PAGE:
Highway 29 runs right past my neighborhood, accessible four different ways in two different directions. Hop on the northbound side for long enough and it will take you through the Virginia foothills near Charlottesville, up into the northeastern fringe of the Blue Ridge Mountains and then back down again right outside our nation’s capital.
That’s where we met up early on Saturday morning, in a parking garage behind the hotel, to honor my dead father with the exchange of a Raleigh Tourist bicycle nearly 50 years old.
Bob bought the Raleigh the same year my sister and I got our first bikes. Mine was a sweet, army-green mini with a metallic silver banana seat; my sister’s bright yellow with vinyl flowers. Bob’s bike was like an old Cadillac: a matte-black steel frame made in England, a thumb-activated gearbox controlling three dependable speeds, two-tone fenders, whitewall tires, a slim, aluminum pump that clipped into the crossbar and a fancy leather seat known as an English Saddle.
He rode that bike all over Long Island in the ensuing years: on the trails of Eisenhower Park, the boardwalks of Long Beach, virtually every paved road and bike path in our hometown. He brought it to North Carolina when he moved here, but he could never handle the hills. Long Island is flat; Greensboro is not. And he was getting old, even then.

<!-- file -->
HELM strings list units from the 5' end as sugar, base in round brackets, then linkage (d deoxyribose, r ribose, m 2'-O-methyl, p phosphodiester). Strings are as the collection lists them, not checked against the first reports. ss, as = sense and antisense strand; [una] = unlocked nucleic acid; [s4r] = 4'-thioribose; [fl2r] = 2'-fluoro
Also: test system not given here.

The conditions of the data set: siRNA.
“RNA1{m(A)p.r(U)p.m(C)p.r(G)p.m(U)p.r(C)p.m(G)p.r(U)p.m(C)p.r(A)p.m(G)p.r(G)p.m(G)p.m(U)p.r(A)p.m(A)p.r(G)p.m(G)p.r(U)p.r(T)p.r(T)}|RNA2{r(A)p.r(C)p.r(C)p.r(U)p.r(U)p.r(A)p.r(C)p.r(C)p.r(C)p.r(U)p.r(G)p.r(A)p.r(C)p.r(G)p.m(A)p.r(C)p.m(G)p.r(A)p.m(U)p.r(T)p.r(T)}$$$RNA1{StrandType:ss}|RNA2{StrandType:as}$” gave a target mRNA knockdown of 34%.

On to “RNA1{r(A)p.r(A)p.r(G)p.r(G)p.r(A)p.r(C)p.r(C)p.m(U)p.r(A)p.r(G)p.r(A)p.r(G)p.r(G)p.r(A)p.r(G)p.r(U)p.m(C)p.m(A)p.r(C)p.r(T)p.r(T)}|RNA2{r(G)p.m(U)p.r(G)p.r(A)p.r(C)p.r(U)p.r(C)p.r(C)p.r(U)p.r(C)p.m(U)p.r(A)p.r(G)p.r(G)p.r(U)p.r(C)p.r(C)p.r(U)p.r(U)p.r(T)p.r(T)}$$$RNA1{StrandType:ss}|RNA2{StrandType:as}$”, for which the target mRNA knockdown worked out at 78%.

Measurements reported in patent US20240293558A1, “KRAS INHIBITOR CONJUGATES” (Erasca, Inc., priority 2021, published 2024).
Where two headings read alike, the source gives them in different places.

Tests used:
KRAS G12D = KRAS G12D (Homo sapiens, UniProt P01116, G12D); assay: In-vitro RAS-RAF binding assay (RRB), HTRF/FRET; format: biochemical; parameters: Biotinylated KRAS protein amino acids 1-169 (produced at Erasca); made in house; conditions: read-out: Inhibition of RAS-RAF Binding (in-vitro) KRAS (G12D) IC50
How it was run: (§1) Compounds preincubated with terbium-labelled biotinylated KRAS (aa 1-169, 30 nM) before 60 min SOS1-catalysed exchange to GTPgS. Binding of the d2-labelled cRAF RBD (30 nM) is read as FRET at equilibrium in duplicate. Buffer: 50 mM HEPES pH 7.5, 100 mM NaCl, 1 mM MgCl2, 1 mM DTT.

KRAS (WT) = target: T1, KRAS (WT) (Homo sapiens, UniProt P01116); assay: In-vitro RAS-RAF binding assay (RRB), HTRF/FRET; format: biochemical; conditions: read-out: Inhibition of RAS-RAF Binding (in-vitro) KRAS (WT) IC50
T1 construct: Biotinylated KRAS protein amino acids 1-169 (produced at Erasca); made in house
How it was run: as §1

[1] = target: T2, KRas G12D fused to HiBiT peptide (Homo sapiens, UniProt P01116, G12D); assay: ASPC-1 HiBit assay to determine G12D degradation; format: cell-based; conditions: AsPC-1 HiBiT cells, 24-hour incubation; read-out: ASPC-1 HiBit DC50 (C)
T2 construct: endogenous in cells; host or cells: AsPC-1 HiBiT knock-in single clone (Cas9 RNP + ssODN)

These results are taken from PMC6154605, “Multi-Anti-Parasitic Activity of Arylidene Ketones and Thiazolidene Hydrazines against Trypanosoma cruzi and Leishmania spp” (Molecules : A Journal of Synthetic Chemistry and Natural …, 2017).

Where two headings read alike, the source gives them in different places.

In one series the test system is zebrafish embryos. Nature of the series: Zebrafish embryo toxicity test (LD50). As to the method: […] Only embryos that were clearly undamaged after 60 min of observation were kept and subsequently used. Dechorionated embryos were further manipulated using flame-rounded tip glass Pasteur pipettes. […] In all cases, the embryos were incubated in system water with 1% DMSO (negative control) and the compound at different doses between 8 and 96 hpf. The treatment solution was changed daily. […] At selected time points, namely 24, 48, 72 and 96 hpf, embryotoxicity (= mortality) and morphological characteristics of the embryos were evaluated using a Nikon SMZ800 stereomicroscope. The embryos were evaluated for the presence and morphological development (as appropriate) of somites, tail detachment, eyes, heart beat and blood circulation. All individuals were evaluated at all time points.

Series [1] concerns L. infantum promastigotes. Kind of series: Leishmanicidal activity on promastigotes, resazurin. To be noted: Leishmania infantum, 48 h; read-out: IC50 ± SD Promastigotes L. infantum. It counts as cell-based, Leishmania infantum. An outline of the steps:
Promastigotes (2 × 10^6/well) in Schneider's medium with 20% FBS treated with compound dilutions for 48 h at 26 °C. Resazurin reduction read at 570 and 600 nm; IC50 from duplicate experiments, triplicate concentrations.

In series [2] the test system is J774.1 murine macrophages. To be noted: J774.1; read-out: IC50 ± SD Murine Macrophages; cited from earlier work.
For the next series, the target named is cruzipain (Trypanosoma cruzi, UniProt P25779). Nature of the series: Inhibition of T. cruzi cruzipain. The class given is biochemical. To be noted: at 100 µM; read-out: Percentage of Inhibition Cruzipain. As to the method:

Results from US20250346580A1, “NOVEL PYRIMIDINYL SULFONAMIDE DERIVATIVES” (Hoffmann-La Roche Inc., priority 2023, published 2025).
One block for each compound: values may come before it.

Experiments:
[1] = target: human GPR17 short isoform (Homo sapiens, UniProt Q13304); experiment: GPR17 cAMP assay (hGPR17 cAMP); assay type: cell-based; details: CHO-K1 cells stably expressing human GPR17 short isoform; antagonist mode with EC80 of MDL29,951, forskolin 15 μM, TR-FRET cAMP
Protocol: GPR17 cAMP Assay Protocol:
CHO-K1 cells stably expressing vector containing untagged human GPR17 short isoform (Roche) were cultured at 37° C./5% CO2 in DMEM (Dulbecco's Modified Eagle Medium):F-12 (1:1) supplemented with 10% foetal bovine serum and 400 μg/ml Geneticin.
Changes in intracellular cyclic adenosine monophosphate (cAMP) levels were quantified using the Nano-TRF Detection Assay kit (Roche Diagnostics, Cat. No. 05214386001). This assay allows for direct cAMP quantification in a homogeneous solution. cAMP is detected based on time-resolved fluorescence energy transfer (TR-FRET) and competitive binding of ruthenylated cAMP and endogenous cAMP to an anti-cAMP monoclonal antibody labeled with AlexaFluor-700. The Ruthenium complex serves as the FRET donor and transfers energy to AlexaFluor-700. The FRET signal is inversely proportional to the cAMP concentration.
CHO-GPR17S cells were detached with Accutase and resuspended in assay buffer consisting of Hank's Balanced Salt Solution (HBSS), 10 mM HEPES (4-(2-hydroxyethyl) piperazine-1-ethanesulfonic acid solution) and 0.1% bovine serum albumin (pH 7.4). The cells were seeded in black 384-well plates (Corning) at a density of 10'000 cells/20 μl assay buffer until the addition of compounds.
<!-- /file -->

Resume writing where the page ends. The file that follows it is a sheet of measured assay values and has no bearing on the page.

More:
So it sat under a tarp in his backyard for approximately five years, its tires flattening and a patina of rust developing on its faded paint job like a scabby rash. Until I strapped it to the back of my car, drove it up against those mountains and then back down again to place in the back of a Volvo belonging to a very old friend.
He dropped it off at the bike shop before he even got back to his house in New York City, dialing up a new gearshift cable, new brake pads, city tires and a touch-up on the chrome. He’ll have it on the streets before the Fourth of July.
Back in New York, Bob’s bike will have a new life rolling through Harlem and upper Manhattan, Central Park, the Rockaways, maybe even make it back to Long Beach if my friend is so inclined to take it there.
I drove back home without it, feeling lighter, up the mountains and then back down.
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